Why Should the Devil have all the Good Music?
These were familiar lyrics when I was a youth. Larry Norman had begun a revolution in Christian music. Loosely translated, it meant that we, as Christians, could still have fun!
But in “The Protestant Ethic and the Spirit of Capitalism” by Max Weber, we’re shown that it wasn’t always that way and in many cases, still isn’t.
Although his writings are about capitalism and how pietistic faith and especially Calvinistic dogma aided in Capitalistic development, it’s also about Christians not having fun.
Religious devotion, Weber argues, is usually accompanied by a rejection of worldly affairs – except wealth for investment
I was brought up in a denomination which believed that that “disenchantment of the world “is a goal to work toward. That the solid ”Christian work ethic” is enviable and that seriousness and soberness is important. Fortunately, my parents didn’t buy into this philosophy completely.
I laughed with my Brother when he and his family visited our home this summer. We were driving through a beautiful and wealthy neighborhood, looking at the homes when my niece (who had been brought up within the same denomination) said “but surely they’re not happy!”
That was and is the mantra for many. Work, responsibility and a stubborn faith (not money or enjoyment of life) bring joy, – but it’s a “joy” that many times doesn’t seem too joyful to others!
Weber also attributed the success of mass production in part, because of the Protestant Work Ethic. Only after expensive luxuries were disdained, could individuals accept the uniform products, such as clothes and furniture, that industrialization offered. Again, doesn’t sound too fun!
I now live in the “hot-bed” of Calvinistic thought. Most last names begin with “Van” and the Dutch Reformed and Christian Reformed headquarters are located in town, as well as Calvin Seminary. So Weber’s writings rang true with me as I see it exemplified in daily attitudes.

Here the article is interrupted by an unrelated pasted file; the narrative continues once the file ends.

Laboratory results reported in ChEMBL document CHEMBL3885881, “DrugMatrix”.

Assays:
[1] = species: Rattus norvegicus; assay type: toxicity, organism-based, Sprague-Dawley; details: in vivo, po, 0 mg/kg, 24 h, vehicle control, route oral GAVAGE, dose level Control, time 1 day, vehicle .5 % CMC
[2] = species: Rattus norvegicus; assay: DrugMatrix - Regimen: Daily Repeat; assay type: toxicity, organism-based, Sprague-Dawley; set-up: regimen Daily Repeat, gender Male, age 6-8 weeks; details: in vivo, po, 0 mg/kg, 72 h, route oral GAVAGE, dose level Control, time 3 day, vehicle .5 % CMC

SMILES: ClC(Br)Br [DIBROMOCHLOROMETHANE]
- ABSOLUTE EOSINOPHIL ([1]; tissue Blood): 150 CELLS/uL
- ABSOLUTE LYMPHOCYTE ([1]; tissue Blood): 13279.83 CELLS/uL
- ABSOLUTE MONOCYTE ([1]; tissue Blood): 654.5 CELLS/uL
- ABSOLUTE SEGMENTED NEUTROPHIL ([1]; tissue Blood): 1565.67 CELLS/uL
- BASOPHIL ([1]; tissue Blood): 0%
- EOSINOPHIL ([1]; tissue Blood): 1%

Although change has occurred, this mentality of the Protestant Work Ethic is still very present.
Christians here (White, Dutch Christians to be more precise) are still frugal, vote Republican (because as Weber says “donation of money to the poor or to charity was generally frowned on as it was seen as furthering beggary”), are conscious of trying to appear that they are pre-destined (by sending their kids to Christian schools and appearing holy) and believe in a God who controls the tiniest details.
But Calvin might be unhappy if he saw what I see in this epicenter of Calvinism. Many adherents also have cottages on the lake, spend Spring Break in Florida and don’t hesitate to take the family to Europe on a vacation and even drink a little – or a lot – of wine and beer!
But what’s been inherited as the understanding of Protestant Ethic should be re-evaluated. We need to realize that this was a specific leader’s interpretation at a specific time. And although it has continued in some form or the other until now, doesn’t have to mean it’s the only “Jesus way.”
The idea of living life to its fullness has been lost on many Christians. It doesn’t have to mean excessive debauchery, but can mean joy – not duty in what we do. Joy in being forgiven and living under grace rather than the unbearable burden of measuring up to others through a grid of religious justification. Joy in living life to the fullest. Joy in earning money and joy in helping others and encouraging their best. And even the occasional party!
I don’t think the devil has all the good music or the monopoly on fun. Although the Protestant Work Ethic is great for capitalism and…….greed, I’m not sure it’s always best for a life of faith.